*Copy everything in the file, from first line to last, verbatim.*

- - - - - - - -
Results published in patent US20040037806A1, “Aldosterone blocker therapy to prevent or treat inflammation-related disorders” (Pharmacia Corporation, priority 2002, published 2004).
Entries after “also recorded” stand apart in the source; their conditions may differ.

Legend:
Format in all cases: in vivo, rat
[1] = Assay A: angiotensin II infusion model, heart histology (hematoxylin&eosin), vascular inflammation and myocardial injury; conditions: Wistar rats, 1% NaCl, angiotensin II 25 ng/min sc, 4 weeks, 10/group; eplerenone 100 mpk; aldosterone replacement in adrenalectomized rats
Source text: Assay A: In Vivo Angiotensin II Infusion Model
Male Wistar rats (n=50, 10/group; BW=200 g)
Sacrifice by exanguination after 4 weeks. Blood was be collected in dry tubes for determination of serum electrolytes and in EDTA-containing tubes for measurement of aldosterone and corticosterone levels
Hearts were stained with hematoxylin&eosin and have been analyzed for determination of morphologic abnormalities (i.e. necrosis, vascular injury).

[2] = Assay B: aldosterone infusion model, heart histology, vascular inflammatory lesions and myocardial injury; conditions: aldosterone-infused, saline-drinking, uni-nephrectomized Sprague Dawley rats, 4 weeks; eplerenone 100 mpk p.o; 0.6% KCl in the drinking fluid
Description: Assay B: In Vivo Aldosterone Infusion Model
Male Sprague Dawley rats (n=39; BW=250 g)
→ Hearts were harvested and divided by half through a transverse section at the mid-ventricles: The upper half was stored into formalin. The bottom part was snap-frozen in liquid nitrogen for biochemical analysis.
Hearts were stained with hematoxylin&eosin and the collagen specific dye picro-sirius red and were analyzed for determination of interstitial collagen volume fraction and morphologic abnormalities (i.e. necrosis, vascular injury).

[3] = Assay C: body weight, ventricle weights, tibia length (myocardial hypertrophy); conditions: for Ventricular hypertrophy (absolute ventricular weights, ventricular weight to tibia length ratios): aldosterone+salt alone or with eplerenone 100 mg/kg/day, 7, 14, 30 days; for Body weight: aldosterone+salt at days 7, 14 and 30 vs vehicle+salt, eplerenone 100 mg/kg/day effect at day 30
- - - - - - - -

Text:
Results published in patent US20040037806A1, “Aldosterone blocker therapy to prevent or treat inflammation-related disorders” (Pharmacia Corporation, priority 2002, published 2004).
Entries after “also recorded” stand apart in the source; their conditions may differ.

Legend:
Format in all cases: in vivo, rat
[1] = Assay A: angiotensin II infusion model, heart histology (hematoxylin&eosin), vascular inflammation and myocardial injury; conditions: Wistar rats, 1% NaCl, angiotensin II 25 ng/min sc, 4 weeks, 10/group; eplerenone 100 mpk; aldosterone replacement in adrenalectomized rats
Source text: Assay A: In Vivo Angiotensin II Infusion Model
Male Wistar rats (n=50, 10/group; BW=200 g)
Sacrifice by exanguination after 4 weeks. Blood was be collected in dry tubes for determination of serum electrolytes and in EDTA-containing tubes for measurement of aldosterone and corticosterone levels
Hearts were stained with hematoxylin&eosin and have been analyzed for determination of morphologic abnormalities (i.e. necrosis, vascular injury).

[2] = Assay B: aldosterone infusion model, heart histology, vascular inflammatory lesions and myocardial injury; conditions: aldosterone-infused, saline-drinking, uni-nephrectomized Sprague Dawley rats, 4 weeks; eplerenone 100 mpk p.o; 0.6% KCl in the drinking fluid
Description: Assay B: In Vivo Aldosterone Infusion Model
Male Sprague Dawley rats (n=39; BW=250 g)
→ Hearts were harvested and divided by half through a transverse section at the mid-ventricles: The upper half was stored into formalin. The bottom part was snap-frozen in liquid nitrogen for biochemical analysis.
Hearts were stained with hematoxylin&eosin and the collagen specific dye picro-sirius red and were analyzed for determination of interstitial collagen volume fraction and morphologic abnormalities (i.e. necrosis, vascular injury).

[3] = Assay C: body weight, ventricle weights, tibia length (myocardial hypertrophy); conditions: for Ventricular hypertrophy (absolute ventricular weights, ventricular weight to tibia length ratios): aldosterone+salt alone or with eplerenone 100 mg/kg/day, 7, 14, 30 days; for Body weight: aldosterone+salt at days 7, 14 and 30 vs vehicle+salt, eplerenone 100 mg/kg/day effect at day 30